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An unlocked phone means more phone freedom

An unlocked phone means more phone freedom

unlocked phone

New rules provide new freedoms for your unlocked phone

New carrier rules dealing with locking and unlocking phones come into full effect today.

In short: Going forward, unless a phone is connected in some way to an account that owes the carrier money, said carrier will unlock the phone if asked to do so. Carriers have the option to do so automatically as soon as a contract term is fulfilled, but we won’t hold our breath for that.

For prepaid carriers, the carrier must allow a device to be unlocked one year after it was first activated.

It’s called the Consumer Code for Wireless Service and February 11, 2015 was the deadline for full carrier compliance.

It wouldn’t be difficult to argue that these new unlocked phone rules don’t go far enough or that they only came about because the other option was looking like regulation. Still, it’s a real win for consumers.

Previously, even if you purchased your phone outright or if you’d completed whatever contract term you agreed to, your phone was probably still leashed to the carrier you bought it from. Carriers, while technically quite capable of unlocking your phone, didn’t have to if they didn’t want to. Some would, some wouldn’t and the circumstances in which they would (or wouldn’t) were about as clear as mud.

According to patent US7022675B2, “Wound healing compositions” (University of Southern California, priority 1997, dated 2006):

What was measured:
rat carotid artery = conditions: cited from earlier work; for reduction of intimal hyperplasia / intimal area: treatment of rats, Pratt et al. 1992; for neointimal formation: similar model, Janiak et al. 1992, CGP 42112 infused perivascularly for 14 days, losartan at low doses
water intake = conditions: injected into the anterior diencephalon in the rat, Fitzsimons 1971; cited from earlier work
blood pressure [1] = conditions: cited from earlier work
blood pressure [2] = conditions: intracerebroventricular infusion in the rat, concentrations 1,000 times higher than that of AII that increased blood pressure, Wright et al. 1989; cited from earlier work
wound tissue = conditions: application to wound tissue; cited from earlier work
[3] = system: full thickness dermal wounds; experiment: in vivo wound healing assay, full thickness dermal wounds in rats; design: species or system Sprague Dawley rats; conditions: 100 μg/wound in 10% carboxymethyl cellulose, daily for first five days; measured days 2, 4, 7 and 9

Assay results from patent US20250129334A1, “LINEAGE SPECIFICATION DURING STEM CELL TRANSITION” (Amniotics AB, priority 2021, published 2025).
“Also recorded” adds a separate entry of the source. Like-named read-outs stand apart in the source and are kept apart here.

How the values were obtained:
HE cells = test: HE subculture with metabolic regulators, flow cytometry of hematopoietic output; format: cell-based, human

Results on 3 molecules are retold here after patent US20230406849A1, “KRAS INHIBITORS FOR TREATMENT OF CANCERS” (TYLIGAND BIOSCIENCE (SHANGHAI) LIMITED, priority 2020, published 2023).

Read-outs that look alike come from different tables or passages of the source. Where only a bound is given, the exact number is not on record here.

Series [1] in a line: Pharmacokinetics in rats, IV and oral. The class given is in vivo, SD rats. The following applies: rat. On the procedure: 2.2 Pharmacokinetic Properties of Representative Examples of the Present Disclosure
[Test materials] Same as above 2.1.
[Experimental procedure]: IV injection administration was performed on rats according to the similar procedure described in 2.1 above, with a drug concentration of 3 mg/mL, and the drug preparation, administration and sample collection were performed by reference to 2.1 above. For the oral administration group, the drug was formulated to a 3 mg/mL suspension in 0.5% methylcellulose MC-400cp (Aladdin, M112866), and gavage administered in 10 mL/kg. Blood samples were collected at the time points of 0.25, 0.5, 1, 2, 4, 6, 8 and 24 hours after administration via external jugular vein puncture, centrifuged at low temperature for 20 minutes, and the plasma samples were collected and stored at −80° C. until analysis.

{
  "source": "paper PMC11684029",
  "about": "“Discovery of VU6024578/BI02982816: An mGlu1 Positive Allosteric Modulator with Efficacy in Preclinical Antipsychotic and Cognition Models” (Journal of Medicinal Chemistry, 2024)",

Now, things are much more clear: If my phone is locked to your network, I’ve fulfilled the terms of my contract and I don’t owe you any money, you, as my carrier, should unlock it for me. Going a small step further, you should make it super easy for me to unlock the device I bought from you. Maybe add an unlock button to my online account tools so I don’t have to call you. That’s something we at Ting are working on now. Just putting that on the record.

What’s the catch?

There’s always a gotcha. These new rules are effective going forward so carriers could argue that only phones launched commercially after this date should be subject. Also, the rules were put together and agreed upon by the CTIA, formerly the Communication Telecommunication Industry Alliance, i.e. the carriers and a few other corporations. It feels a bit like the foxes watching the chicken coop.

The six rules, which are part of a larger 12 points in a “Consumer Code” are more favorable to customers generally, but in truth, it’s more about righting a wrong than taking a bold new step toward a brighter wireless future.

Still, it’s progress!

We’d love to hear what you think in the comments below.